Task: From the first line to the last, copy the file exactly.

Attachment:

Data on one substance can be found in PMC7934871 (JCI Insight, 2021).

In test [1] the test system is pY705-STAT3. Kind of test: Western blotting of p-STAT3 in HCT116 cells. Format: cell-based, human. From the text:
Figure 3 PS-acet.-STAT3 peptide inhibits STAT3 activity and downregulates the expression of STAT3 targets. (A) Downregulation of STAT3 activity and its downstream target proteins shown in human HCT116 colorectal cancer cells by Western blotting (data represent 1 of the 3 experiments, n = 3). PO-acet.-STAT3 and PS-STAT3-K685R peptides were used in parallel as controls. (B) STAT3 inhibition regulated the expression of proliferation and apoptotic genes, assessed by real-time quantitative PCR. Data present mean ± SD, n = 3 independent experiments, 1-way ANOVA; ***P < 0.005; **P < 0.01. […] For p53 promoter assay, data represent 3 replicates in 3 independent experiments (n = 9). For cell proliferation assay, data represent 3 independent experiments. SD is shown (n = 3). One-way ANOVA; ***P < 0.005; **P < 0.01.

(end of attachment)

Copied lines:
Data on one substance can be found in PMC7934871 (JCI Insight, 2021).

In test [1] the test system is pY705-STAT3. Kind of test: Western blotting of p-STAT3 in HCT116 cells. Format: cell-based, human. From the text:
Figure 3 PS-acet.-STAT3 peptide inhibits STAT3 activity and downregulates the expression of STAT3 targets. (A) Downregulation of STAT3 activity and its downstream target proteins shown in human HCT116 colorectal cancer cells by Western blotting (data represent 1 of the 3 experiments, n = 3). PO-acet.-STAT3 and PS-STAT3-K685R peptides were used in parallel as controls. (B) STAT3 inhibition regulated the expression of proliferation and apoptotic genes, assessed by real-time quantitative PCR. Data present mean ± SD, n = 3 independent experiments, 1-way ANOVA; ***P < 0.005; **P < 0.01. […] For p53 promoter assay, data represent 3 replicates in 3 independent experiments (n = 9). For cell proliferation assay, data represent 3 independent experiments. SD is shown (n = 3). One-way ANOVA; ***P < 0.005; **P < 0.01.